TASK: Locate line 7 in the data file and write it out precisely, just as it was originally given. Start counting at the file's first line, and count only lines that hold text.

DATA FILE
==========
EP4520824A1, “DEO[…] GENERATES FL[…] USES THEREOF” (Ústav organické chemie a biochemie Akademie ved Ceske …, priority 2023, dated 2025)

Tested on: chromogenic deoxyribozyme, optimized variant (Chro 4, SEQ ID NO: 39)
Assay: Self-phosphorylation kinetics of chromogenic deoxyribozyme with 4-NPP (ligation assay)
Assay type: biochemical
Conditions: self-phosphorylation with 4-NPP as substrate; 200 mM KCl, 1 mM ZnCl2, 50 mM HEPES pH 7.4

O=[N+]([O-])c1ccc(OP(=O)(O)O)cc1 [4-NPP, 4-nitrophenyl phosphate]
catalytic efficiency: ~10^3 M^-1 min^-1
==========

catalytic efficiency: ~10^3 M^-1 min^-1